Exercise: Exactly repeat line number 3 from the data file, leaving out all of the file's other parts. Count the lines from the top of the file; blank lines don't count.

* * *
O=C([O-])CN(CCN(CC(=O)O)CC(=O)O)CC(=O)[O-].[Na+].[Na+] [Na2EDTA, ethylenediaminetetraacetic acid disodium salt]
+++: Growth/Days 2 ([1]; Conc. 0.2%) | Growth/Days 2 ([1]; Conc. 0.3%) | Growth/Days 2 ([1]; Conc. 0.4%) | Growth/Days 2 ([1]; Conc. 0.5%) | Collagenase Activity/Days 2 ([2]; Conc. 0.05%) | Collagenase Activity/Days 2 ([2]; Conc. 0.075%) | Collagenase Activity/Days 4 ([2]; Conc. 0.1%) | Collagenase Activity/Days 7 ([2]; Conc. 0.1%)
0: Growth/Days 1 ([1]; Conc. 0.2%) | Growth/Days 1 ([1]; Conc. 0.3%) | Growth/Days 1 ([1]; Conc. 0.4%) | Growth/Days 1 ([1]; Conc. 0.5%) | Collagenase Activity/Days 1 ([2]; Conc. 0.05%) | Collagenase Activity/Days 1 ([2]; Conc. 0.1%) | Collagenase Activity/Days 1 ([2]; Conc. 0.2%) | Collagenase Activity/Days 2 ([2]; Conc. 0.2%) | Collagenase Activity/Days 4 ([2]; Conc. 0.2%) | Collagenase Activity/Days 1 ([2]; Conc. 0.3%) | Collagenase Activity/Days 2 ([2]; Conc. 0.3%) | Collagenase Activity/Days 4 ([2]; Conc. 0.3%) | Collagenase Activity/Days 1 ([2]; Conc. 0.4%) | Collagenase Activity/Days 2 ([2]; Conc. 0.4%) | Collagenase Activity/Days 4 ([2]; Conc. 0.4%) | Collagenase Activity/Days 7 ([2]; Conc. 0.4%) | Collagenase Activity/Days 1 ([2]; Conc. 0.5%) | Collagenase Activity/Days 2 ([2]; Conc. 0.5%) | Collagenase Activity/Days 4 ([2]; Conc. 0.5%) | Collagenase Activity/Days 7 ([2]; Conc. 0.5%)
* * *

0: Growth/Days 1 ([1]; Conc. 0.2%) | Growth/Days 1 ([1]; Conc. 0.3%) | Growth/Days 1 ([1]; Conc. 0.4%) | Growth/Days 1 ([1]; Conc. 0.5%) | Collagenase Activity/Days 1 ([2]; Conc. 0.05%) | Collagenase Activity/Days 1 ([2]; Conc. 0.1%) | Collagenase Activity/Days 1 ([2]; Conc. 0.2%) | Collagenase Activity/Days 2 ([2]; Conc. 0.2%) | Collagenase Activity/Days 4 ([2]; Conc. 0.2%) | Collagenase Activity/Days 1 ([2]; Conc. 0.3%) | Collagenase Activity/Days 2 ([2]; Conc. 0.3%) | Collagenase Activity/Days 4 ([2]; Conc. 0.3%) | Collagenase Activity/Days 1 ([2]; Conc. 0.4%) | Collagenase Activity/Days 2 ([2]; Conc. 0.4%) | Collagenase Activity/Days 4 ([2]; Conc. 0.4%) | Collagenase Activity/Days 7 ([2]; Conc. 0.4%) | Collagenase Activity/Days 1 ([2]; Conc. 0.5%) | Collagenase Activity/Days 2 ([2]; Conc. 0.5%) | Collagenase Activity/Days 4 ([2]; Conc. 0.5%) | Collagenase Activity/Days 7 ([2]; Conc. 0.5%)